The BMD measurements were performed by DXA technology (Lunar Prodigy Rtg 5603, manufacture year 2000, GE Healthcare), with a daily quality assurance of +/− 2%. BMD was reported as g/cm2 and T-scores by standard definition. Osteoporosis is defined as T-score ≤ − 2.5 in the femoral neck, total hip or lumbar spine. Osteopenia (low bone mineral density) is defined as T-score between − 1.0 and − 2.5 [16]. History of previous fractures, comorbidities, medications, and lifestyle factors were registered. The original documents from the orthopedic surgeons and examining rheumatologist were reviewed to classify the injury as due to a low energy trauma or not. Height and weight were measured as part of the DXA procedure. BMI was calculated and categorized into underweight (BMI < 18.5), normal weight (BMI 18.5–24.99), overweight (BMI 25–29.99) and obesity (BMI ≥ 30). Blood tests were analyzed to detect common causes of secondary osteoporosis [13].

Statistical analyses

We performed descriptive statistics for age, sex, BMI, number of patients with osteoporosis, osteopenia, and overweight in the distal radius fracture subgroups. Data between subgroups were compared using chi square or Fisher’s exact test for categorical data and two-sample t-test or Mann-Whitney U test for continuous data. To assess risk factors associated with the complexity of fractures, we estimated odds ratios (ORs) with 95% confidence intervals (CIs) using unconditional logistic regression models. Complexity of fractures was defined as more radiological complex fractures (AO type B + C) as opposed to less complex fractures (AO type A). Relevant risk factors for complexity of fracture included osteoporosis, osteopenia, age > 65 years, male sex, BMI, and current and previous smoking. In all analyses, the association between the risk factor and the complexity of fractures was first examined crudely and then with adjustment for the other risk factors under study. All p-values were two-sided and values below 0.05 were considered statistically significant. All calculations were performed using R version 3.6.2 (team).

Results

We found that 45.0% (n = 130) of patients with distal radius fracture had osteoporosis and 33% (n = 95) had osteopenia (Table 1). Patients with an AO type B fracture were younger, had a higher mean BMI, and the percentage of men was higher than in the groups with A or C fractures (Table 1). 29.4% of patients with type B fracture had osteoporosis compared to 46.7% of type A and 48.1% of type C (Table 1, Fig. 1). The patients with osteoporosis differed from the patients with osteopenia/normal BMD at a group level by having a statistically lower BMI (BMI 26 vs 27, p-value 0.005), being older (mean age 64 vs 53 years, p-value 0.01), a greater percentage were female (88% vs 75%, p-value 0.01), and there was a higher prevalence of current smoking (18% vs 13%, p-value 0.1). There was a significantly higher proportion with low energy trauma mechanism in the patients with radius fracture and osteoporosis compared to those with radius fractures and normal BMD/osteopenia (77% vs 57%, p-value < 0.001).

Table 1 Characteristics of patients with distal radius fractures according to type of fracture (Müller AO classification system)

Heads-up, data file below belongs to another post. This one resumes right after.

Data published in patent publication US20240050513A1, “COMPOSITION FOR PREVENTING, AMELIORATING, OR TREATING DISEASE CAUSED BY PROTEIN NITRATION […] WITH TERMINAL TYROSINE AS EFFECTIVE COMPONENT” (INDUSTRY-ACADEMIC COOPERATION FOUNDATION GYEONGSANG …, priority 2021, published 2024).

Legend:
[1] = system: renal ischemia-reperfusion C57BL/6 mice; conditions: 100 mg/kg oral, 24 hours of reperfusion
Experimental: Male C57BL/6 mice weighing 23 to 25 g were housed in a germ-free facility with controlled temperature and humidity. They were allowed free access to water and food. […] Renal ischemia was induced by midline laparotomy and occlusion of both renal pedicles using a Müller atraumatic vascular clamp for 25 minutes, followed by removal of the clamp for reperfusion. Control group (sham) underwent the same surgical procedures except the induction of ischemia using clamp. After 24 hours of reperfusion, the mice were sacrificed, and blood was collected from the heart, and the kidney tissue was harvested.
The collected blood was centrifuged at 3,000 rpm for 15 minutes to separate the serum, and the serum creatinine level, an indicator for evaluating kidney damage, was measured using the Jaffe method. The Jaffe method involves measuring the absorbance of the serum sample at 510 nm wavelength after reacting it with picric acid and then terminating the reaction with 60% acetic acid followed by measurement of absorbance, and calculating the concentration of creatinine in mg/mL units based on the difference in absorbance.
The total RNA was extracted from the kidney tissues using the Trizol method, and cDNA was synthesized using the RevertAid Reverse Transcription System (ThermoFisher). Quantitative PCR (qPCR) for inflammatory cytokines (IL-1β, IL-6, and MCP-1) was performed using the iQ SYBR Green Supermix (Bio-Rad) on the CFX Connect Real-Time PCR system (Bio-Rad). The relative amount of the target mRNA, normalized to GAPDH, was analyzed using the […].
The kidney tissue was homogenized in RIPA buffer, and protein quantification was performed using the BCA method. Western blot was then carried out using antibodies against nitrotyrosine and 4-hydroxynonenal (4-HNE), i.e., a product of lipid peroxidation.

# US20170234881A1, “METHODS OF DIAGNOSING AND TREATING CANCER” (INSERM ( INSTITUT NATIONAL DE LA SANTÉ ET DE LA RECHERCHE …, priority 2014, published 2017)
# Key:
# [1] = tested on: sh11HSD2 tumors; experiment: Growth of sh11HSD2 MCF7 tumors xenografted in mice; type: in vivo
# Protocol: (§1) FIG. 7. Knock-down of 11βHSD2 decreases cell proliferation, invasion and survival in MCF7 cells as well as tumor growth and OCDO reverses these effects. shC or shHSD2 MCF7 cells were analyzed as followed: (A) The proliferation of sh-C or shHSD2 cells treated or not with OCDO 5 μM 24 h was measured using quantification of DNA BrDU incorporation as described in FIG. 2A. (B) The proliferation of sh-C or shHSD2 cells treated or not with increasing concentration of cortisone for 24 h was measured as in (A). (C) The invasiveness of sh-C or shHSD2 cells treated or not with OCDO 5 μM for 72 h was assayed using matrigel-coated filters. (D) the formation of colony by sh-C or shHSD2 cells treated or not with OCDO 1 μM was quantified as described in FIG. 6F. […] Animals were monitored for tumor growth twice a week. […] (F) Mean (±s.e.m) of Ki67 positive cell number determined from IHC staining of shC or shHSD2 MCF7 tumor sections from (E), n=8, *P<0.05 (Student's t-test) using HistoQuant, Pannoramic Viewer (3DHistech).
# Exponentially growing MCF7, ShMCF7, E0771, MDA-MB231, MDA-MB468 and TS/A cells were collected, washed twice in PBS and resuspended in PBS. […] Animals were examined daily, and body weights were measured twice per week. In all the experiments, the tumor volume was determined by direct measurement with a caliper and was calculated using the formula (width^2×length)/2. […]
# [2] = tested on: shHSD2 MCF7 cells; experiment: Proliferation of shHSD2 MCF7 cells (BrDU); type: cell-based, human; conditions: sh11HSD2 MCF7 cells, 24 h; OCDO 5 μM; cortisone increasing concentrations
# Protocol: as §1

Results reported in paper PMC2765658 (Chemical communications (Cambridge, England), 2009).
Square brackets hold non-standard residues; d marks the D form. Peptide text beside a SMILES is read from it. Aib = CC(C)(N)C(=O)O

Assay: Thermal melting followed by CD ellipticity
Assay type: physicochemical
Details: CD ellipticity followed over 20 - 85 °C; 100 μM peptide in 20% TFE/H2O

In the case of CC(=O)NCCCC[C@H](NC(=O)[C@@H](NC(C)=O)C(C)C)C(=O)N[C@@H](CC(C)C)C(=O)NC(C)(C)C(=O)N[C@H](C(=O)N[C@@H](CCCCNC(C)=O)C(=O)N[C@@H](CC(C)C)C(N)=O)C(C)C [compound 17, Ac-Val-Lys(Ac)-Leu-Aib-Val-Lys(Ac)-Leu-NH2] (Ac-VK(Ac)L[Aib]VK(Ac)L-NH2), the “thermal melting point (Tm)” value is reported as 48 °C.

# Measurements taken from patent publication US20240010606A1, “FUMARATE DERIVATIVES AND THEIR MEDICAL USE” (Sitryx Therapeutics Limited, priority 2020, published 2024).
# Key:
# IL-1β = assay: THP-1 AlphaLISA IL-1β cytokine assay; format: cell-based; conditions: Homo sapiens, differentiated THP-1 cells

Fig. 1
figure1

Left hip total BMD measurements box plot for distal radius fracture subgroups.AO, AO classification. Centre horizontal line of the boxes represents the median. The boxes contain Q1 (25th Percentile) to Q3 (75th Percentile). IQR (Interquartile range) is the distance between Q1 and Q3. The bottom whiskers: less than Q1–1.5*IQR. The upper whiskers: greater than Q3 + 1.5*IQR. BMD measurements in 9 patients missing (left hip not measurable)

The OR of sustaining a distal radius fracture type B or C vs. A was not significantly affected by the presence of osteoporosis (Table 2). Current smoking and low energy trauma injury were associated with less complex fractures (Table 2). When combining the multifragmentary fractures across the classification groups (A3 + C2 + C3), the OR of sustaining a multifragmentary fracture did not significantly differ according to BMD status (osteoporosis gave an OR of 1.4 (95% CI 0.6–3.7), and osteopenia OR 1.0 (95% CI 0.4 to 2.6)). Low energy trauma mechanism decreases the odds of comminuted fractures compared to the other AO subgroups (OR for (A3 + C2 + C3) 0.3 (95% CI 0.1–0.5)).

Table 2 Odds Ratios (unadjusted and adjusted) for complex (AO type B and C) vs. less complex (AO type A) distal radius fractures

Discussion

The odds of sustaining a distal radius fracture Type B or C compared to Type A in patients with osteoporosis did not differ from those with osteopenia or normal BMD. This indicates that the AO classification of the fracture cannot be used to decide which patients should be referred to DXA scan and considered for secondary fracture prevention. One may argue that the AO-classification system is not able to capture all the facets of a fracture, as many factors concern the mechanical complexity and etiology of a fracture (e.g. the position and angle of the extremity and the body at the time of the fall, body composition and weight, balance, rotational forces, and the surroundings). A more detailed discussion of the classification system is beyond the scope of the current study, which aims to investigate the association between osteoporosis and the severity of distal radius fractures using established radiographic methods.